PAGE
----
In the case of an ADAS system, inputs can be gathered from sensors such as cameras, Radar and Lidar. This data is processed and combined by the Cortex-A processors to identify and classify targets.  This information can be passed to the Cortex-R52 to decide what action to take and perform the necessary checks on the operation to ensure safe operation.


Increasing software complexity

As the functionality of a system has evolved, the complexity of both hardware and software has also increased. Systems are now integrating more software from multiple sources and with multiple safety criticality needs. This is a complex integration challenge.


Safety critical software needs to be validated and certified; a time consuming and complex exercise. Because of the interaction between the software, the entire software stack would typically be safety certified, even if only a small proportion is safety critical. The more complex the system, the harder this becomes.

Kite SW complexity.PNG

A better solution would be the ability to guarantee the independence of safety critical code.  This would simplify the development and integration of functional safety software,  with clear separation between different levels of software criticality. Safety code, critical safety code and non-safety code can each be validated and certified to their required level. Providing this independence means that changes to one module do not require wholesale re-certification of all of the software, thus saving time and effort.


For many of these systems it is important to remember that this separation must be achieved whilst still maintaining deterministic execution.


Cortex-R52 is unique in providing the hardware to support both isolation and real-time execution, and this is achieved through the addition of a new exception level and 2-stage MPU, introduced in the ARMv8-R architecture. This can be used by monitor or hypervisor software to manage access to resources and create sandboxes to protect each task. The design of the Cortex-R52 allows for fast switching between protected applications and maintains deterministic execution.


At the same time as offering protection of software it also simplifies the integration of code together into a single processor. Through the use of a hypervisor, multiple operating systems can be supported more easily, thus enabling consolidation of applications.


Delivering real time performance

Many of these systems I described above require deterministic operation, with the appropriate action being not only controlled but also performed at the right time and without significant delay, regardless of what else is happening in the system.


The Cortex-R family offers real-time processors with high-performance for embedded systems. Cortex-R52 is the first processor in the ARMv8-R architecture and further extends the capabilities of the Cortex-R5, both in terms of functional safety and increased performance.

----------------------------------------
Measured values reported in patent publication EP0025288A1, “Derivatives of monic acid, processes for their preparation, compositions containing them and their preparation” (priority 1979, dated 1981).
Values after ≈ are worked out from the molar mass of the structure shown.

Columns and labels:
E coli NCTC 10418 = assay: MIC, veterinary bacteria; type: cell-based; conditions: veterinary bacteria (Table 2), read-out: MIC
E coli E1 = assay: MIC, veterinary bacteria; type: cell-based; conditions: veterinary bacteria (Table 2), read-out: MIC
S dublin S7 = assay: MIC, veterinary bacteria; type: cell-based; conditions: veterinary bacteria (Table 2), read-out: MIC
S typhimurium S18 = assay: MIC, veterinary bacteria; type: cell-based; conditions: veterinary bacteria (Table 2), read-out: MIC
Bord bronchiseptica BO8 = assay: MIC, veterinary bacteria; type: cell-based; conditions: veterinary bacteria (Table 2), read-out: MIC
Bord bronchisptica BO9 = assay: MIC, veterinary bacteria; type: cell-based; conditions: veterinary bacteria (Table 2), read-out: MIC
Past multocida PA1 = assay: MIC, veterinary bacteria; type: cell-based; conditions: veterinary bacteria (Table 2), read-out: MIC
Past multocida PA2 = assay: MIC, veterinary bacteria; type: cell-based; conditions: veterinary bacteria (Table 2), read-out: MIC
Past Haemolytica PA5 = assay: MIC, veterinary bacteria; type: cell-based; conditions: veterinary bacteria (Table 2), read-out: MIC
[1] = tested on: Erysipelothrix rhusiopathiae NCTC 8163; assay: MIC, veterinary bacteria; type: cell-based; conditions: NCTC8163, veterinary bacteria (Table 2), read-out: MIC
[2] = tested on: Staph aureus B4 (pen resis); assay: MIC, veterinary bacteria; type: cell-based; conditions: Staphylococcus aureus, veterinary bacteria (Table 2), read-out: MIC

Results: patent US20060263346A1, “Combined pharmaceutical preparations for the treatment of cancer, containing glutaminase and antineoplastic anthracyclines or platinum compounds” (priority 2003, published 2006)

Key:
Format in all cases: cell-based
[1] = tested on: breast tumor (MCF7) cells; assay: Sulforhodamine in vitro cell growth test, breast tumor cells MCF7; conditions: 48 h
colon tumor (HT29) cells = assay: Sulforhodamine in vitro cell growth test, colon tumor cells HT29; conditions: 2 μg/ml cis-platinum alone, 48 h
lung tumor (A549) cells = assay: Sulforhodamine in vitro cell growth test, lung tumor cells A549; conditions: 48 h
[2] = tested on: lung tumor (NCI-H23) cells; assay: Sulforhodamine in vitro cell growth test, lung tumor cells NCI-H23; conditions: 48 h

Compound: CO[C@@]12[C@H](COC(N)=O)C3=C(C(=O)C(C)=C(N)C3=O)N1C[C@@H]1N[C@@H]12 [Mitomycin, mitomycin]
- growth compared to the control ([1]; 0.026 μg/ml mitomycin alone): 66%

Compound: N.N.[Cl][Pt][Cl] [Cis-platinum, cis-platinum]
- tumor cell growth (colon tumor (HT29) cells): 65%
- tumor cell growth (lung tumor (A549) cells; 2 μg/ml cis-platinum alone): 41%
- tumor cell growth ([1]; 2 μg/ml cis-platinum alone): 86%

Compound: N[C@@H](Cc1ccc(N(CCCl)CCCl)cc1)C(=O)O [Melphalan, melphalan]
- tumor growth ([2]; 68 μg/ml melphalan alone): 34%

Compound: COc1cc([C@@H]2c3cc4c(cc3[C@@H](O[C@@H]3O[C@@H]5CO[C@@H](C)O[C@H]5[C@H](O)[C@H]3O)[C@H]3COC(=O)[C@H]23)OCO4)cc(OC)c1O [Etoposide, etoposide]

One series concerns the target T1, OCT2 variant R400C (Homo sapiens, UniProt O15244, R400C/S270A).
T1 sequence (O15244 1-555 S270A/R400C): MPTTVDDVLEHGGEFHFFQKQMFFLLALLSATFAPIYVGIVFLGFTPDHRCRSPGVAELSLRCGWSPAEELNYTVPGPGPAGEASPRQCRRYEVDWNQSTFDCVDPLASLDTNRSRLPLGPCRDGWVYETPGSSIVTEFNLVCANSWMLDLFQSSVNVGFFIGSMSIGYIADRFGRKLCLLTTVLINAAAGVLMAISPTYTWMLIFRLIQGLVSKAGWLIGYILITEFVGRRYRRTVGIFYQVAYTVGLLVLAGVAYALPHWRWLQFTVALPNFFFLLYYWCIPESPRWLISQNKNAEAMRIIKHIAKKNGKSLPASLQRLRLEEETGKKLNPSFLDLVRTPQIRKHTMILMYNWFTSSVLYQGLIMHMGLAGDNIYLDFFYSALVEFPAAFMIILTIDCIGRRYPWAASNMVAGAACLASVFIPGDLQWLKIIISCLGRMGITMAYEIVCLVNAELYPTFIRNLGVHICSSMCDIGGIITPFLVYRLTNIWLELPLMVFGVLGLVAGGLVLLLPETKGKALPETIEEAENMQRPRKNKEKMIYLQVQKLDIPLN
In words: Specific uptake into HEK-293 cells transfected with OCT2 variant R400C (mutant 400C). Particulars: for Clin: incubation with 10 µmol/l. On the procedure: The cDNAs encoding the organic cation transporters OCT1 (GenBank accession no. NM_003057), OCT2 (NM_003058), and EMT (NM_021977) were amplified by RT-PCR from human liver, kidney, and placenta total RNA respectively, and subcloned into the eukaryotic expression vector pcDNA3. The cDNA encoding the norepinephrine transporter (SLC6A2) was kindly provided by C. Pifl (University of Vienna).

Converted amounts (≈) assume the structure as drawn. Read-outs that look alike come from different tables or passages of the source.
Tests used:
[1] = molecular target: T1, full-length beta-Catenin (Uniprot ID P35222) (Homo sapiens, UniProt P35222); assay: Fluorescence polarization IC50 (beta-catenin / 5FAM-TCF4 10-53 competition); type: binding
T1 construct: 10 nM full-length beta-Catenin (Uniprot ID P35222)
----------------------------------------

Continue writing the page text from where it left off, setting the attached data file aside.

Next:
Cortex-R52 delivers up to 35% higher single core performance over Cortex-R5, when running standard benchmarks. EEMBC has independently certified and published the results of their Automotive Industrial benchmark confirming the processor’s increased capability. Results were achieved using the Green Hills Compiler 2017.


This benchmark performance increase is enhanced by additional real time performance gains. Through fast access and integration of the interrupt controller within the cluster, interrupt latency has been reduced to half that of the Cortex-R5. The improved Memory Protection Unit, with finer granularity and faster reconfiguration, significantly reduces context switching time, to 14 times faster than the Cortex-R5. Compared to the Cortex-R5, system performance is further increased as twice as many Cortex-R52's can integrated within a cluster.


Cortex-R52 supports an adaptable memory architecture with deterministic Tightly Coupled Memories integrated within the processor. These enable assured memory latencies and they can be flexibly allocated to Instruction or Data and configured in a range of sizes to meet the application needs. The processor supports a rich set of interface ports around which the system can be built. Interfaces include a Low Latency Peripheral Port, AXI interfaces and a dedicated wide Flash memory interface to provide access to resources with managed arbitration.


Leveraging the power of ARM

The adoption of Cortex-R52 comes with a lot more than just the processor. The ARM architecture has amassed a broad following of adopters and developers within its ecosystem. With silicon partners delivering hardware to the market, it’s the number one architecture with, at the time of writing, more than 86 billion chips shipped.


Ecosystem partners provide the widest choice of software packages, drivers, stacks, while operating systems and tools - simplifying development for users. Adopters of the Cortex-R52 can leverage this common architecture to reduce costs through availability of multiple suppliers capable of addressing their requirements with the architecture. They can develop on a single platform and implement heterogeneous systems and port solutions between different platforms faster and with more reliable results. For more information check out ARM's software development tools for ARM Cortex-R.